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Forgotten victims of Sept. 11, 2001 should be remembered, too
Americans will commemorate the 18th anniversary of the Sept. 11, 2001 terrorist attacks and remember the 2,977 victims who died in those attacks, but few will remember or honor those Americans who were victims of the hate backlash that consumed many Americans in the weeks, months and years after the terrorism.
By Ray Hanania
In the weeks, months and even years after the terrorist attacks of Sept. 11, 2001, thousands of Americans who were either Middle Eastern or who “looked” Middle Eastern were attacked and killed in a hate-backlash fueled by anger from Americans.
Many of these attacks were never documented. The American government has refused to recognize the post-Sept. 11, 2001 victims of the hate backlash to be considereda victims of Sept. 11, 2001 along with the 2,977 Americans who were killed on that day in New York City during the destruction of the Twin Towers, the attack on the Pentagon and in the hijacking of four commercial airlines destroyed by terrorists for al-Qaeda.
The independent group Human Rights Watch along with several activists including this reporter, have campaign to have those victims included as being among those who died specifically as a result of the Sept. 11, 2001 terrorist attacks. The families of those murdered also deserve financial compensation from the more than $38 billion set aside by the government to compensate and help the victims.
Not one penny has been given to victims who were targeted in revenge hate attacks by Americans angry with the Sept. 11 terrorism.
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Worse is that the U.S. Government refuses to recognize these post-Sept. 11, 2001 hate victims, and even worse is that the U.S. Government has opposed including Arabs as a category in the U.S. Census, making it almost impossible to identify the depth of the hate attacks.
In otherwords, no one has any complete data on how many Arabs, Muslims or other Americans who looked Middle Eastern were killed or injured as a consequence of the terrorist attacks aftermath. There are only estimates based on some incidents in which the killers have been identified and who confessed to killing their victims in acts of “revenge.” Many policing agencies refused to identify the victims as backlash victims.
Here is a list of fatalities and injured Americans who were targeted in Sept. 11, 2001 hate-backlash attacks because they were or “looked” Middle Eastern maintained by the organization Human Rights Watch. Click here to read the HRW report.
You can read my column on this topic published this week in the Arab News Newspaper by clicking this link.
Read Ray Hanania’s speech to the Inland Press Association on October 29, 2002, a year after Sept. 11 by clicking this link.
Here is alist of victims compiled by Human Rights Watch:
Balbir Singh Sodhi
Balbir Singh Sodhi, a forty-nine-year-old turbaned Sikh and father of three, was shot and killed while planting flowers at his gas station on September 15, 2002. Police officials told Human Rights Watch that hours before the crime, Sodhi’s alleged killer, Frank Roque, had bragged at a local bar of his intention to “kill the ragheads responsible for September 11.”90In addition to shooting Sodhi three times before driving away, Roque also allegedly shot into the home of an Afghani American and at two Lebanese gas station clerks.91The Maricopa County prosecutor’s office was due to try Roque for Sodhi’s murder on November 12, 2002.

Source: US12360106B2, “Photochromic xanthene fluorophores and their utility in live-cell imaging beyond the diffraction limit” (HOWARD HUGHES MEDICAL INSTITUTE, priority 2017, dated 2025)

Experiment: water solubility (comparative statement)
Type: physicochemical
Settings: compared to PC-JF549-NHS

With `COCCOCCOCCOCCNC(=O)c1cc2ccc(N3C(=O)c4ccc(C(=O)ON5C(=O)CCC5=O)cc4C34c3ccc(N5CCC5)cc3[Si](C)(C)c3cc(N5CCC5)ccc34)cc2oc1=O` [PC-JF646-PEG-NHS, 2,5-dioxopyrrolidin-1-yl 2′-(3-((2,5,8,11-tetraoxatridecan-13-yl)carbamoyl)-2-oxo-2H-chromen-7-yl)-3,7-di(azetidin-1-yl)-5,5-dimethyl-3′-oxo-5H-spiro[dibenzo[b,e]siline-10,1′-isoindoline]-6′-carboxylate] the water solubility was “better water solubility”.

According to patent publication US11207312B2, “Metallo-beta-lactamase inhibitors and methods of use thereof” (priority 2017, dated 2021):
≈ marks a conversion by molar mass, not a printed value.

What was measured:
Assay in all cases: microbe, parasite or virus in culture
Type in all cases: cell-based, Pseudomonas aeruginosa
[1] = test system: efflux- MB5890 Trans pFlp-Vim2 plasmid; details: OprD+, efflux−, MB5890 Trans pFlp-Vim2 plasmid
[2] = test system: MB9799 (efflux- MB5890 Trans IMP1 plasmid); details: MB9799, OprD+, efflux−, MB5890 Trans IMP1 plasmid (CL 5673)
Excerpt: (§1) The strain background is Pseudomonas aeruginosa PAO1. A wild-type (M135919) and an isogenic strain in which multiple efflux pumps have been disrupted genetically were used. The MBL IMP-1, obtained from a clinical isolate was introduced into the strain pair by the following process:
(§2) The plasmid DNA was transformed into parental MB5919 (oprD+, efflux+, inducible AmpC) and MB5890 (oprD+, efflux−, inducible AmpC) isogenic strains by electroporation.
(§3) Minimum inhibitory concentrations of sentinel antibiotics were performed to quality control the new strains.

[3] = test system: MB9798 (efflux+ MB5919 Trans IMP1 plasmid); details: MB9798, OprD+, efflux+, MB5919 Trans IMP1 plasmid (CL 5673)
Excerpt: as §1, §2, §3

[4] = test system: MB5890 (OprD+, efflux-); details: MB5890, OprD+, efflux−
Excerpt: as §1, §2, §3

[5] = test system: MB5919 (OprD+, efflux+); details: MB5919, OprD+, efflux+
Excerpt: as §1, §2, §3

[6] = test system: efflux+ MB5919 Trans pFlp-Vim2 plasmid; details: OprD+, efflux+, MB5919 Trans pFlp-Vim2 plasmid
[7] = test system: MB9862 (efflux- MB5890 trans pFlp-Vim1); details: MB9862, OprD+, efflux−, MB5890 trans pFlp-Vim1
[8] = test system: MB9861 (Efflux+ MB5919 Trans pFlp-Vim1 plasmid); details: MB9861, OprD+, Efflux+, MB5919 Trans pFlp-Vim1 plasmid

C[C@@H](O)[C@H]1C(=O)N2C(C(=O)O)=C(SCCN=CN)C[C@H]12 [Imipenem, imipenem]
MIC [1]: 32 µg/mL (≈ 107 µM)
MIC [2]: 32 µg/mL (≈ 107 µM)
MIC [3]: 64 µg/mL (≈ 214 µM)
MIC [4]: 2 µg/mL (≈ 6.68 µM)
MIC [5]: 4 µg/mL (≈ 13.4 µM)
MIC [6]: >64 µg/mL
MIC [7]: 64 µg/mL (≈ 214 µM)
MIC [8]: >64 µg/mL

On October 4, 2001, Mark Stroman shot and killed Vasudev Patel, a forty-nine-year old Indian and father of two, while Patel was working at his convenience store in Mesquite, Texas.92A store video camera recorded the murder, allowing law enforcement detectives to identify Stroman as the killer. Stroman said during a television interview that anger over the September 11 attacks caused him to attack any store owner who appeared to be Muslim. He further stated during the interview: “We’re at war. I did what I had to do. I did it to retaliate against those who retaliated against us.”93In addition to killing Patel, Stroman also shot and killed Waquar Hassan on September 15, 2001 (see below), and also shot Rais Uddin, a gas station attendant, blinding him.94Stroman was tried and convicted of capital murder for killing Patel and sentenced to death on April 3, 2002.95
Waquar Hassan, a forty-six-year-old Pakistani and father of four, was killed while cooking hamburgers at his grocery store near Dallas, Texas on September 15, 2001. Although no money was taken from Hassan’s store, police in Dallas initially believed that he was killed during a robbery because he had been robbed twice that year.96Hassan’s family, however, believed his murder was a hate crime because nothing was stolen by the assailant and the murder had occurred so soon after September 11.97His family also pointed out that customers visiting Hassan’s store after September 11 subjected him to ethnic and religious slurs.98The case remained unsolved until Mark Stroman admitted to killing Hassan to a fellow prison inmate in January 2002.99Murder charges against Stroman were dropped once he was convicted and sentenced to death for Vasudev Patel’s murder.100